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Carolina’s goaltending has not been good this year.

You can see it in the numbers. The ‘Canes have the NHL’s second-worst save percentage (.886) despite giving up the fewest shots (25.3).

You can see it in the club’s record (8-12-4).

You can see it in the standings (tied for last in the Eastern Conference).

Where you won’t see it, though, is from the head coach.

Bill Peters isn’t calling out either Cam Ward or Eddie Lack for their sub-par efforts, even though he’s had enough chances to do so.

He didn’t do it following Monday’s loss to the Rangers, in which Ward allowed this crucial (and, ugly) Chris Kreider tally:

Ward’s stick-smashing response was telling. That was a bad goal, costly, and one that can’t go in.

Yet when asked after the game, this happened. From the News & Observer:

Peters refused to pin the loss on Ward. He felt there were more culprits than his goaltender.

“We didn’t have enough guys going and we weren’t good enough in a lot of areas,” Peters said. “Just too many mistakes. We were hit and miss, hot and cold throughout the game.”

After Tuesday’s practice, Peters was again asked about his goaltending — this time, how he’d rate it through the first quarter of the season.

Again, Peters punted.

You can watch the video here but, essentially, he answered by saying the goaltending is “like our team,” then transitioned to how the ‘Canes need to improve their special teams and quality of offensive chances.

Peters then finished by saying “we can be better in all areas.”

So, artful dodging.

This positioning is pretty noteworthy because, as statistics suggest, Carolina should be better than it is. The ‘Canes don’t give up many shots, but they take plenty — 30.7 per game, seventh in the NHL — and, this week, GM Ron Francis admitted that’s all adding up to some serious frustration.

“The two big areas that are working against each other is that at one end we’re struggling to score goals — our shooting percentage is down — and at the other end, we’re struggling to make key stops at the key time with our save percentage,” he told ESPN. “So, you put that together and it adds up to more losses than wins, even in games when you feel you were the better team.

“That part has been frustrating.”

The fact Peters hasn’t come out and said “OK FINE, WE NEED A SAVE,” is interesting, especially given what’s going on with a struggling club in the opposite conference.

In Colorado, head coach Patrick Roy’s had no problem calling out his goalie, Semyon Varlamov.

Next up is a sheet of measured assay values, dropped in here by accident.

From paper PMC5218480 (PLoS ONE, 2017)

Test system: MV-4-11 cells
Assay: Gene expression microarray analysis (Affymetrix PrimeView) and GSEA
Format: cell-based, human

He did it last week after a loss to Ottawa, and he did it again after Monday’s loss in Brooklyn.

In other areas, though, Roy has been far less critical.

Despite an ugly 10-14-1 record, the rest of the Avalanche haven’t been subjected to the same type of criticism — heck, we’ve covered the “Patrick Roy is unfailingly optimistic” thing on a couple of occasions (like here and here, for example). Even though Colorado’s shot and possession metrics aren’t good, and the special teams aren’t either, goaltending is what gets the brunt of the critiques.

Now, there are some serious differences between Carolina and Colorado. Varlamov’s a big-money, long-term contract who Roy constantly refers to as “our guy,” whereas Ward could be gone after this season (Lack, meanwhile, gets a bit of a pass, given he’s only been a ‘Cane for a couple of months.)

There’s also the dynamic from Roy’s Hall of Fame playing career. It’s fair to suggest he intrinsically values high-caliber netminding, perhaps more than others, and that his standard is naturally higher because of it.

But hey, Peters probably wants some good goaltending too.

Gudas to have hearing for Zibanejad headshot (Video)

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Flyers defenseman Radko Gudas will have a disciplinary hearing today for a hit to the head of Ottawa’s Mika Zibanejad last night, the NHL’s Department of Player Safety announced.

The incident occurred early in the third period of Philly’s 4-2 win. Gudas wasn’t penalized on the play, but Zibanejad exited and was held out for the remainder of the contest for precautionary reasons.

Following the game, Sens head coach Dave Cameron expressed his displeasure with the hit:

“What do I think about it? It’s a five-minute major,” Cameron continued, per the Ottawa Sun. “It’s right to the head.

“Do I think (it should be reviewed)? For sure, isn’t that what the league is about today, with no headshots?”

Gudas has a history with the Department of Player Safety. Last year, he avoided suspension but was giving a warning for a hit on Scottie Upshall.